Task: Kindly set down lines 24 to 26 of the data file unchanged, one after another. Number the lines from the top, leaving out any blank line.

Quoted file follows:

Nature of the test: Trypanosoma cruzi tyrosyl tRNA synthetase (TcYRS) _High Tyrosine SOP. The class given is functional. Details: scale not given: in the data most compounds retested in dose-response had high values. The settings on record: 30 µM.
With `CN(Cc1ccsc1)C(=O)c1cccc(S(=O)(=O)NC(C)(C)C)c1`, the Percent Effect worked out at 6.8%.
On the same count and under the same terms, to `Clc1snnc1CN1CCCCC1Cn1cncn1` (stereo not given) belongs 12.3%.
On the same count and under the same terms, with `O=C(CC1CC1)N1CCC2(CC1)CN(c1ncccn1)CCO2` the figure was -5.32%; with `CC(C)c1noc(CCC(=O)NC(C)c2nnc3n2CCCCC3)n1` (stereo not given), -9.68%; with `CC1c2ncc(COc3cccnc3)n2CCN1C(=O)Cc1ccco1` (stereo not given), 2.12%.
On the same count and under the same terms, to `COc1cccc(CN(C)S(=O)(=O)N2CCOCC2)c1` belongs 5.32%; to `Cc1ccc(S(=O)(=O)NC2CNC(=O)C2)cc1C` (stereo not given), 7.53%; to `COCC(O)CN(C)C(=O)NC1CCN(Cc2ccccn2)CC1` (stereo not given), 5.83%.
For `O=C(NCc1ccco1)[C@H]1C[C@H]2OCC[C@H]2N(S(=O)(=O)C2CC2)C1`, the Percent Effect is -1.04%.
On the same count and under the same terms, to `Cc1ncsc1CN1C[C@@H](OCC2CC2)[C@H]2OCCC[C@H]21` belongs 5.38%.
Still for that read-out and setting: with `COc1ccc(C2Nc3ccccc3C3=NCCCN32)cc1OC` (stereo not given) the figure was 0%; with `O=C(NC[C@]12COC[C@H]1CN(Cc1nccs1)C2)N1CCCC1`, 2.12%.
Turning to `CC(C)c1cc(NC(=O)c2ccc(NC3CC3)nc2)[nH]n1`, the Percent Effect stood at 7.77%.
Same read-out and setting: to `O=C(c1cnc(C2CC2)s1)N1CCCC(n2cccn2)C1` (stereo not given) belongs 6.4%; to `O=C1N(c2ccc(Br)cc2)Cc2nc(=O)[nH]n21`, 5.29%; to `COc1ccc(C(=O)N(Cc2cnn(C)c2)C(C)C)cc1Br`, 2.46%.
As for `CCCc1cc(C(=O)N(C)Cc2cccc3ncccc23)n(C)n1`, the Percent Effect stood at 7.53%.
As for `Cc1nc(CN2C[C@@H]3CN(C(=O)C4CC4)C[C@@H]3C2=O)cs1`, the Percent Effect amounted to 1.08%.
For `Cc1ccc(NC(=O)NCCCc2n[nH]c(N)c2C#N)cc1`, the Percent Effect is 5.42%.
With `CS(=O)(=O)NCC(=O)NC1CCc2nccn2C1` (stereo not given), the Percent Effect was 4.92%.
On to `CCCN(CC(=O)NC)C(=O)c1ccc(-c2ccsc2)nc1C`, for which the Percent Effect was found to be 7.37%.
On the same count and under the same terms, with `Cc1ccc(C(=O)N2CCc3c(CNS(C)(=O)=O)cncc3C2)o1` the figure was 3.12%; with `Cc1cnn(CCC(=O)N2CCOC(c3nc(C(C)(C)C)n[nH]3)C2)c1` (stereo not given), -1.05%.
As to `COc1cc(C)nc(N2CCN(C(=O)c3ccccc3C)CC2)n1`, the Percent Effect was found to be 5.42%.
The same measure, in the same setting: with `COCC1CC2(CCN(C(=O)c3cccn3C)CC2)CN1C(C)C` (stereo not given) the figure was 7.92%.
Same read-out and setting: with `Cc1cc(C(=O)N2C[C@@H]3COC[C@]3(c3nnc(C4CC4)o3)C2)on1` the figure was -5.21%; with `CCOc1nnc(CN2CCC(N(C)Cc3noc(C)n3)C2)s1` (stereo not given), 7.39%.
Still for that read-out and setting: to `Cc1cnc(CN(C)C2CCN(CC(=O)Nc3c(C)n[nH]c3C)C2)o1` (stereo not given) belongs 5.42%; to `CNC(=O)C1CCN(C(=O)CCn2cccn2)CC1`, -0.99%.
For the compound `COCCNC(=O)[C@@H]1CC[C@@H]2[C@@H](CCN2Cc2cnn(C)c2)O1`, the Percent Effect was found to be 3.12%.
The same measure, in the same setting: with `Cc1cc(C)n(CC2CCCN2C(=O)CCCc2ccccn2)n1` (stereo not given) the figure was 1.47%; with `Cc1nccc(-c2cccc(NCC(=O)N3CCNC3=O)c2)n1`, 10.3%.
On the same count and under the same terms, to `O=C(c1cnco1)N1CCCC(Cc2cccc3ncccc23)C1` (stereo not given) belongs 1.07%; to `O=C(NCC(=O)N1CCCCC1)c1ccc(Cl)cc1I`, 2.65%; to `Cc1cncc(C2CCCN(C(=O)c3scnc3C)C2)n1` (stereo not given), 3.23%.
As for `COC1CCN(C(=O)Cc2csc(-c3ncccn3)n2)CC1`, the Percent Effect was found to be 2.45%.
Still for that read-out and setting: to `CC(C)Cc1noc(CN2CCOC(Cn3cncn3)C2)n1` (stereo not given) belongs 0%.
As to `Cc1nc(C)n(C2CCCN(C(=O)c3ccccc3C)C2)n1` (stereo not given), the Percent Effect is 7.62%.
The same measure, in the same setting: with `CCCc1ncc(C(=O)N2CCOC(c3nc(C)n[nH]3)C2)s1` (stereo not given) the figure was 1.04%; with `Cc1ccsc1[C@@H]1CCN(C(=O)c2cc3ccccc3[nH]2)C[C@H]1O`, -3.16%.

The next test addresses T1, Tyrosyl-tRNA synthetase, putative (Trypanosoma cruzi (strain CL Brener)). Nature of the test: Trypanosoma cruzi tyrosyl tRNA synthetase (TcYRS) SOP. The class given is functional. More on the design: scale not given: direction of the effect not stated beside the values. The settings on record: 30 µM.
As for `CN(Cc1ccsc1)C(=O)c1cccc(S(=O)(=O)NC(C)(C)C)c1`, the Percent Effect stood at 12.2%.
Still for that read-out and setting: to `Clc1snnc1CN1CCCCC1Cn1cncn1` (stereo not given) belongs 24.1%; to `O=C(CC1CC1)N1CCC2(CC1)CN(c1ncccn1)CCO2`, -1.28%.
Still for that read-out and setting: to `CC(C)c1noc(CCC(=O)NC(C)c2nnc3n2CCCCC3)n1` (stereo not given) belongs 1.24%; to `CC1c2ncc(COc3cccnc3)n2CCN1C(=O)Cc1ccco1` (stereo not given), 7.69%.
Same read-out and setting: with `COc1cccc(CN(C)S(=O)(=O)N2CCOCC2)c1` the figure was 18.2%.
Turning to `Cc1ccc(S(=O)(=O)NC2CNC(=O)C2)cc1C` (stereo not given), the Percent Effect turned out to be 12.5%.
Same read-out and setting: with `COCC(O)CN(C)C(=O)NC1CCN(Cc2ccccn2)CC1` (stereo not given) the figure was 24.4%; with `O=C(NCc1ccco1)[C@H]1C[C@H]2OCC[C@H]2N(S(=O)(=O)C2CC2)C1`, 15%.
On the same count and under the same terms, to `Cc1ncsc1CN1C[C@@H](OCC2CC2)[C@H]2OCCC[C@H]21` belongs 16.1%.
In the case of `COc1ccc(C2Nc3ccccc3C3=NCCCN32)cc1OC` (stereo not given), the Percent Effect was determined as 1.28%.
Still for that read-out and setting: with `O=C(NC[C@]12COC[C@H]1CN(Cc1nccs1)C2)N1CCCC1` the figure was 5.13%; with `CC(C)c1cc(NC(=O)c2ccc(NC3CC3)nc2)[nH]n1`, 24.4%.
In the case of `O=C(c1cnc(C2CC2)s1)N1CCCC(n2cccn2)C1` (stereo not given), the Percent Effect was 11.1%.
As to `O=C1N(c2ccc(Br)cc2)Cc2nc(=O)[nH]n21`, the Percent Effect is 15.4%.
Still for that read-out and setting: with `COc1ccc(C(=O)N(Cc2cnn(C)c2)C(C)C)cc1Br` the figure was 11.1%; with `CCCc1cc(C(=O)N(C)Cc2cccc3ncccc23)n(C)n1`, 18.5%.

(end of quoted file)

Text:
As for `COC1CCN(C(=O)Cc2csc(-c3ncccn3)n2)CC1`, the Percent Effect was found to be 2.45%.
Still for that read-out and setting: to `CC(C)Cc1noc(CN2CCOC(Cn3cncn3)C2)n1` (stereo not given) belongs 0%.
As to `Cc1nc(C)n(C2CCCN(C(=O)c3ccccc3C)C2)n1` (stereo not given), the Percent Effect is 7.62%.